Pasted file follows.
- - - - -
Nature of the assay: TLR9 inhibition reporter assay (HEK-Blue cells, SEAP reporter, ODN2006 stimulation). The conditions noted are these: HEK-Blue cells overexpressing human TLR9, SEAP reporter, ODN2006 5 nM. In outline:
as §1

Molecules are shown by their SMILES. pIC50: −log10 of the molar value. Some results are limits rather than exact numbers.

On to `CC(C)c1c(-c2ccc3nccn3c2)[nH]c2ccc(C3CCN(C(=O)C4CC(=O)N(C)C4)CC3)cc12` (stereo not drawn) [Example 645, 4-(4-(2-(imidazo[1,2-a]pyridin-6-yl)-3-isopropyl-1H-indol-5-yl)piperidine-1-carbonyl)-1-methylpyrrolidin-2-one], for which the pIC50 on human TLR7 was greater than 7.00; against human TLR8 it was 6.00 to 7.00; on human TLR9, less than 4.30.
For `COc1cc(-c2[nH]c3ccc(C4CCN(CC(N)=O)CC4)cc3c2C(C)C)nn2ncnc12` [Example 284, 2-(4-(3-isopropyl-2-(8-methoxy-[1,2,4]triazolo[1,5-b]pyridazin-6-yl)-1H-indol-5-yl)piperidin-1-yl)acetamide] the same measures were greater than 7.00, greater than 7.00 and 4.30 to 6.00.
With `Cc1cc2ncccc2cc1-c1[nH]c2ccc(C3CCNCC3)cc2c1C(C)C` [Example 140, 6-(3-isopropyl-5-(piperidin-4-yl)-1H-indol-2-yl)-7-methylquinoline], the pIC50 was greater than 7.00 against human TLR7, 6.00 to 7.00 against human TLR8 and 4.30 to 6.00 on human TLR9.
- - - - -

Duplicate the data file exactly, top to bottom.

Nature of the assay: TLR9 inhibition reporter assay (HEK-Blue cells, SEAP reporter, ODN2006 stimulation). The conditions noted are these: HEK-Blue cells overexpressing human TLR9, SEAP reporter, ODN2006 5 nM. In outline:
as §1

Molecules are shown by their SMILES. pIC50: −log10 of the molar value. Some results are limits rather than exact numbers.

On to `CC(C)c1c(-c2ccc3nccn3c2)[nH]c2ccc(C3CCN(C(=O)C4CC(=O)N(C)C4)CC3)cc12` (stereo not drawn) [Example 645, 4-(4-(2-(imidazo[1,2-a]pyridin-6-yl)-3-isopropyl-1H-indol-5-yl)piperidine-1-carbonyl)-1-methylpyrrolidin-2-one], for which the pIC50 on human TLR7 was greater than 7.00; against human TLR8 it was 6.00 to 7.00; on human TLR9, less than 4.30.
For `COc1cc(-c2[nH]c3ccc(C4CCN(CC(N)=O)CC4)cc3c2C(C)C)nn2ncnc12` [Example 284, 2-(4-(3-isopropyl-2-(8-methoxy-[1,2,4]triazolo[1,5-b]pyridazin-6-yl)-1H-indol-5-yl)piperidin-1-yl)acetamide] the same measures were greater than 7.00, greater than 7.00 and 4.30 to 6.00.
With `Cc1cc2ncccc2cc1-c1[nH]c2ccc(C3CCNCC3)cc2c1C(C)C` [Example 140, 6-(3-isopropyl-5-(piperidin-4-yl)-1H-indol-2-yl)-7-methylquinoline], the pIC50 was greater than 7.00 against human TLR7, 6.00 to 7.00 against human TLR8 and 4.30 to 6.00 on human TLR9.